Results for 'Prenatal Styles'

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  1. Stefania Guerra Lisi and Gino Stefani.Prenatal Styles - 2003 - In Eero Tarasti, Paul Forsell & Richard Littlefield (eds.), Musical Semiotics Revisited. International Semiotics Institute. pp. 15--26.
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  2.  5
    Margretta Madden Styles. Interview by Anne J. Davis.M. M. Styles - 2002 - Nursing Ethics 9 (3):240.
  3.  41
    Prenatal and Posthumous Non-Existence: A Reply to Johansson.John Martin Fischer & Anthony L. Brueckner - 2014 - The Journal of Ethics 18 (1):1-9.
    We have argued that it is rational to have asymmetric attitudes toward prenatal and posthumous non-existence insofar as this asymmetry is a special case of a more general (and arguably rational) asymmetry in our attitudes toward past and future pleasures. Here we respond to an interesting critique of our view by Jens Johansson. We contend that his critique involves a crucial and illicit switch in temporal perspectives in the process of considering modal claims (sending us to other possible worlds).
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  4.  16
    A New Ethical Landscape of Prenatal Testing: Individualizing Choice to Serve Autonomy and Promote Public Health: A Radical Proposal.Christian Munthe - 2015 - Bioethics 29 (1):36-45.
    A new landscape of prenatal testing is presently developing, including new techniques for risk-reducing, non-invasive sampling of foetal DNA and drastically enhanced possibilities of what may be rapidly and precisely analysed, surrounded by a growing commercial genetic testing industry and a general trend of individualization in healthcare policies. This article applies a set of established ethical notions from past debates on PNT for analysing PNT screening-programmes in this new situation. While some basic challenges of PNT stay untouched, the new (...)
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  5.  21
    Should Non-Invasiveness Change Informed Consent Procedures for Prenatal Diagnosis?Zuzana Deans & Ainsley J. Newson - 2011 - Health Care Analysis 19 (2):122-132.
    Empirical evidence suggests that some health professionals believe consent procedures for the emerging technology of non-invasive prenatal diagnosis (NIPD) should become less rigorous than those currently used for invasive prenatal testing. In this paper, we consider the importance of informed consent and informed choice procedures for protecting autonomy in those prenatal tests which will give rise to a definitive result. We consider whether there is anything special about NIPD that could sanction a change to consent procedures for (...)
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  6.  18
    Prenatal Screening: An Ethical Agenda for the Near Future.Antina Jong & Guido M. W. R. Wert - 2015 - Bioethics 29 (1):46-55.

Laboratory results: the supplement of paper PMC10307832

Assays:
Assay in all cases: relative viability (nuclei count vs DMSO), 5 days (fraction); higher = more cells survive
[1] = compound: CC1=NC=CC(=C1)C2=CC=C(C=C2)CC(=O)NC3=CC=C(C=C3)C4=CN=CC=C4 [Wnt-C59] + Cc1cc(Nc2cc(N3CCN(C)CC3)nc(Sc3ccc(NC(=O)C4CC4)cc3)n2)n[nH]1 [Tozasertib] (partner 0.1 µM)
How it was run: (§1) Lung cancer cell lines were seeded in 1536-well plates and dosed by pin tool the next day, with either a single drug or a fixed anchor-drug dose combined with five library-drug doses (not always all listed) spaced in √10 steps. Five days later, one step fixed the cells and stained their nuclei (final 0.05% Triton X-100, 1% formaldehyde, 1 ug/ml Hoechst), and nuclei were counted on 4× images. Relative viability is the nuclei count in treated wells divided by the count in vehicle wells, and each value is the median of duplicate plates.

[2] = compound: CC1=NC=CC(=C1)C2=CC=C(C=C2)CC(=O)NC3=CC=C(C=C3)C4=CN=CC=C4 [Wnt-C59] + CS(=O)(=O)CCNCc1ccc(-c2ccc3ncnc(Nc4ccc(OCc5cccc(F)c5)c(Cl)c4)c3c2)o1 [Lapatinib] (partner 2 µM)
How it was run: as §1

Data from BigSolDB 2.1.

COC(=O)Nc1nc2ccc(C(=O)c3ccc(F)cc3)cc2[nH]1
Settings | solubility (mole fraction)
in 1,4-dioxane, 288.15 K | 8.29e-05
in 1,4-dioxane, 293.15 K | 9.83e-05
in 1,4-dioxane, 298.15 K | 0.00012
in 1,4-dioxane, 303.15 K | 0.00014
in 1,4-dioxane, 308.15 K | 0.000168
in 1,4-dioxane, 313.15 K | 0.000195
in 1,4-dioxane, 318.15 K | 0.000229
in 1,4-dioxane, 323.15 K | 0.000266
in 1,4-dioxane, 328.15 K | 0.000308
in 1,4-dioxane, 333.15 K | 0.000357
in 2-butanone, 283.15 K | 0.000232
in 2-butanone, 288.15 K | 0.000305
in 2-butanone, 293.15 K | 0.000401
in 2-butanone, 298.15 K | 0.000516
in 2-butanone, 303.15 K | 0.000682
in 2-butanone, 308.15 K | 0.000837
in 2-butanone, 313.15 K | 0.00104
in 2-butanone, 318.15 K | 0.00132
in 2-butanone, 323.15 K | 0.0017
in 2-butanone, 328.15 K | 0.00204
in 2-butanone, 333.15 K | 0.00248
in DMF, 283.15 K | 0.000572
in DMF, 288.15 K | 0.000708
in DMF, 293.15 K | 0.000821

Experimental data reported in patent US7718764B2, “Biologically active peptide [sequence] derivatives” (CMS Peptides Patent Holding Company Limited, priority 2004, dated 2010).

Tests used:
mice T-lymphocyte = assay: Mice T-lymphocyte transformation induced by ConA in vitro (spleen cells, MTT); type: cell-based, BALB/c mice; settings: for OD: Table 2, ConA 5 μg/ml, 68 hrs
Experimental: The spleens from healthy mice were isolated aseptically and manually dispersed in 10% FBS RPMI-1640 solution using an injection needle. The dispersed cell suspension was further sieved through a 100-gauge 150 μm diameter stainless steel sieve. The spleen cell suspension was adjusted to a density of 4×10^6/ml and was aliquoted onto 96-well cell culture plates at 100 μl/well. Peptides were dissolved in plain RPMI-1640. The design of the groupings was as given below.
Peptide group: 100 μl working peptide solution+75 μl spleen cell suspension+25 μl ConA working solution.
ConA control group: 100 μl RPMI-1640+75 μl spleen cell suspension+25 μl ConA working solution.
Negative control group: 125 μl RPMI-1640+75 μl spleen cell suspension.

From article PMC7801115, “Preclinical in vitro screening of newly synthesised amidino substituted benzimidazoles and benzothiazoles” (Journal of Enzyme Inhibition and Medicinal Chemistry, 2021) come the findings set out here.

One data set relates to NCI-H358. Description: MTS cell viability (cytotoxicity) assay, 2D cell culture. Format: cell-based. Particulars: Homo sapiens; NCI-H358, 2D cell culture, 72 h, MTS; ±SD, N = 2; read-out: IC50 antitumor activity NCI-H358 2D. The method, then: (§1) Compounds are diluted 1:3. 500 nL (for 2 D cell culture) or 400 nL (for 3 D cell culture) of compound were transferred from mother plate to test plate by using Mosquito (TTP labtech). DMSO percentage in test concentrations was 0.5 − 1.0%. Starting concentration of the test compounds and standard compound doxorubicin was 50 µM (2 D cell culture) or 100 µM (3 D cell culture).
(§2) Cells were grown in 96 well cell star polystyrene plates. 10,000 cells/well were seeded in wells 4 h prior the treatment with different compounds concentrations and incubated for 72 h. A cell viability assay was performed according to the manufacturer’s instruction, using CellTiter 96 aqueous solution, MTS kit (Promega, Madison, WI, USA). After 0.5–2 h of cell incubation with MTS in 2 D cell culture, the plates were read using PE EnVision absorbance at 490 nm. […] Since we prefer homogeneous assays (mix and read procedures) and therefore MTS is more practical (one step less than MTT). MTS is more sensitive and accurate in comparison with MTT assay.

Prenatal screening for foetal abnormalities such as Down's syndrome differs from other forms of population screening in that the usual aim of achieving health gains through treatment or prevention does not seem to apply. This type of screening leads to no other options but the choice between continuing or terminating the pregnancy and can only be morally justified if its aim is to provide meaningful options for reproductive choice to pregnant women and their partners. However, this aim should not (...)
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  7.  18
    Prenatal Screening, Reproductive Choice, and Public Health.Stephen Wilkinson - 2015 - Bioethics 29 (1):26-35.
    One widely held view of prenatal screening is that its foremost aim is, or should be, to enable reproductive choice; this is the Pure Choice view. The article critiques this position by comparing it with an alternative: Public Health Pluralism. It is argued that there are good reasons to prefer the latter, including the following. Public Health Pluralism does not, as is often supposed, render PNS more vulnerable to eugenics-objections. The Pure Choice view, if followed through to its logical (...)
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  8. Pluralism in Evolutionary Controversies: Styles and Averaging Strategies in Hierarchical Selection Theories.Rasmus Grønfeldt Winther, Michael J. Wade & Christopher C. Dimond - 2013 - Biology and Philosophy 28 (6):957-979.
    Two controversies exist regarding the appropriate characterization of hierarchical and adaptive evolution in natural populations. In biology, there is the Wright-Fisher controversy over the relative roles of random genetic drift, natural selection, population structure, and interdemic selection in adaptive evolution begun by Sewall Wright and Ronald Aylmer Fisher. There is also the Units of Selection debate, spanning both the biological and the philosophical literature and including the impassioned group-selection debate. Why do these two discourses exist separately, and interact relatively little? (...)